Every year on the church calendar the Sunday before Advent marks Christ
Our King Sunday. I think this
idea of Christ being our king is particularly problematic for us because
as Americans we are skeptical of kings at best and most likely just plain
opposed to the whole idea of kingship.
As you sit here this morning how does the idea of following Christ
as your King sit with you?
Of course one truly radical aspect of Christís Kingship is that
Jesus does not force his Kingship on us.
Jesus gives us the freedom to choose Christ as King.
That in and of itself setís Jesus apart as a very different kind
of king. Have you chosen
Christ as your King? Is Christ
the way you follow?
Lord of the Rings:
One of my favorite stories is Tolkienís Lord of the Rings
Trilogy. It is a powerful
story filled with Gospel truth. There
is a particular scene I want to share with you.
In this scene, The Dark Lord, Saran, is about to set his over
powering army loose to wipe out the remnant of those who seek the light.
As this small remnant appears to be on the brink of destruction,
Aragorn, their future king speaks to them.
Fear to Hope, Purpose, and Passion:
The fear in the eyes and posture of everyone is vivid.
But then as Aragorn delivered his speech that visible fear turned
to hope, purpose, and passion.
Fear is the enemy of faith. Fear
is what holds us back in our following of Christ as individuals and as a
church. Fear gets us to hold
on to habits, and beliefs, and traditions that prevent us from growing
personally, loving boldly, and witnessing passionately.
Fear limits our singing. Fear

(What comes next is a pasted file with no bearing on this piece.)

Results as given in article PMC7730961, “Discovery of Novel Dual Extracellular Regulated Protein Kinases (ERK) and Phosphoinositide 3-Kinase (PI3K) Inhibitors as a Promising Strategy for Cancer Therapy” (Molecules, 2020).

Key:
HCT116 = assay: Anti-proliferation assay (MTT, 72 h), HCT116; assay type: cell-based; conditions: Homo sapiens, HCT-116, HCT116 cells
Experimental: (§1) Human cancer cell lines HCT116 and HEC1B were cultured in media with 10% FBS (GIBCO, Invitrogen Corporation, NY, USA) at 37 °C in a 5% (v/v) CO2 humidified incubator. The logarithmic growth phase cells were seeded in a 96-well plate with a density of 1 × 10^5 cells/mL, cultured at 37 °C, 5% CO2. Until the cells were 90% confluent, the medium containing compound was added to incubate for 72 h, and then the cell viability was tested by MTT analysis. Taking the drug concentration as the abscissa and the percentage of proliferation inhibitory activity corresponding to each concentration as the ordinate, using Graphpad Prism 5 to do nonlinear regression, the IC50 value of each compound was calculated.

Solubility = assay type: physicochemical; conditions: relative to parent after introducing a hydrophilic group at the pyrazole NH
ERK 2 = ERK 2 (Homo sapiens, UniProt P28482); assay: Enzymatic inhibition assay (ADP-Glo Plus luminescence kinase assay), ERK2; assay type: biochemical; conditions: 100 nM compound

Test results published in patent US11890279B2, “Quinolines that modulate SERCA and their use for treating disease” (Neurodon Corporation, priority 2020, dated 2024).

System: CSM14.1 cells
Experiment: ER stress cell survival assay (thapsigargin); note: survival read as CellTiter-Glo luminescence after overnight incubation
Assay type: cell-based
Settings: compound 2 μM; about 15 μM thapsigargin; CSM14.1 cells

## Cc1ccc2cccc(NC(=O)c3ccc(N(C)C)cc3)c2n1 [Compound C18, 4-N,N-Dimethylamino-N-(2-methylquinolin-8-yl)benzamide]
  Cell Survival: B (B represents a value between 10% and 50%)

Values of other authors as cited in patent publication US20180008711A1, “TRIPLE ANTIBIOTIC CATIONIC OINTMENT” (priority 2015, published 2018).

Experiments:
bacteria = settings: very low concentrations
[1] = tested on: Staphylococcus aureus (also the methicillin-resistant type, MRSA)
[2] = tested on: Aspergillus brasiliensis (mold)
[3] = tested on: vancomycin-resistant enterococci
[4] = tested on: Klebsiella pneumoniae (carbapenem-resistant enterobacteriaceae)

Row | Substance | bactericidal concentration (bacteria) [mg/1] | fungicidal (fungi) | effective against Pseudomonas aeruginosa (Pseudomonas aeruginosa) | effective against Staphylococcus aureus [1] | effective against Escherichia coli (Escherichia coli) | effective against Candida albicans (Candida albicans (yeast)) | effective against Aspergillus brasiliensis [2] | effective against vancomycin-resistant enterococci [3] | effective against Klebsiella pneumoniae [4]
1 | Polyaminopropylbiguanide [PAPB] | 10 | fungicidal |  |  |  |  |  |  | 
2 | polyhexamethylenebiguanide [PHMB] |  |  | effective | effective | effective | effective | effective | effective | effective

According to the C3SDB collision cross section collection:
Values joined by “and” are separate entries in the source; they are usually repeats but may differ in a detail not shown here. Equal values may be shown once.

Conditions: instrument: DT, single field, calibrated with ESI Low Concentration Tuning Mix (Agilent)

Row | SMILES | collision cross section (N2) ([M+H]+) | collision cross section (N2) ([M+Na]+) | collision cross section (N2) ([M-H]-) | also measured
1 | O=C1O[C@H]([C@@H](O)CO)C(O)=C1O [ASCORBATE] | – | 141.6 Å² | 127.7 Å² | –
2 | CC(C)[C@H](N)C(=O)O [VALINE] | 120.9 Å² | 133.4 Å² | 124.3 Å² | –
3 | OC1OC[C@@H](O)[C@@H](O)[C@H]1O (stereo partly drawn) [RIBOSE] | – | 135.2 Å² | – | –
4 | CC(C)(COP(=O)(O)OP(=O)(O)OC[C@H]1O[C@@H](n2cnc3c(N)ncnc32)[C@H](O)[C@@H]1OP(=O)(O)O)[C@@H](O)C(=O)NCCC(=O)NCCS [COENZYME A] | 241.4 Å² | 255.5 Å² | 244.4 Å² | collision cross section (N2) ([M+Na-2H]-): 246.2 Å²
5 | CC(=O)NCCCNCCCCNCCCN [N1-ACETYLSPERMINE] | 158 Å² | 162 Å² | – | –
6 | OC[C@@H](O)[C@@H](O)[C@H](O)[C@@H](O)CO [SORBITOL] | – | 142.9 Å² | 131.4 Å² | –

blinds us as we read scripture. Fear
deafens us to Godís voice as we pray.
Fear numbs us to the injustice all around us.
Fear erodes our self image so we downplay or even reject the
talents God has given us. Fear
causes us to hoard our resources. Fear
teaches us that it is somehow inappropriate to ask our neighbor to come to
church with us. Fear prevents
us from sharing our own faith story even with the people we worship with
week after week after week. Fear
will quickly wipe out any remnant, struggling, timid group of Godís
Look around you. What
do you see in each otherís eyes? What
do you see in each otherís postures?
Do you see fear? Or do
you see hope, purpose, and passion? When
we choose to set our eyes on Christ our lives will be filled with hope,
purpose, and passion.
This week about 13 of our faith family went to Western Theological
Seminary and listened to Shane Claiborne speak.
Shane is one of the most, joyful, hopeful, purposeful, passionate
people you will ever encounter. Shane
has chosen Christ as his king.
Doug did not have an easy life.
For his whole life his eyesight progressively declined.
He went through a painful divorce.
He struggled to stay connected to his children.
He went bankrupt and lost his farm.
His eyes got so bad he lost his drivers license.
Then no one would hire him. Each
relationship he entered ended painfully.
Finally, a friend gave him a room in his already overcrowded Paw
Paw home. And yet, through all
that Doug stayed hopeful, and joyous, and passionate, and purposeful in
his living. Why, because Doug
chose Christ as his king.
Have you chosen Christ as your king? Have
I chosen Christ as my king? Have
we as a church chosen to follow Christ as our King?
As a congregation we have said, that we desire to be a beacon of
hope in this world and safe harbor for all people.
If that is truly our desire, then we will need to choose Christ as
our king, so that our fears will melt away and be replaced by hope,
purpose, and passion.
The fact is we all choose to follow someone or some thing.
Maybe it is an outdated map, a well meaning friend, or perhaps our
own good intentions. None of
those including ourselves have the power or the authority to turn our
fears into hope, purpose, and passion.
Only Christ is worth following.
Only Christ is worth choosing as king.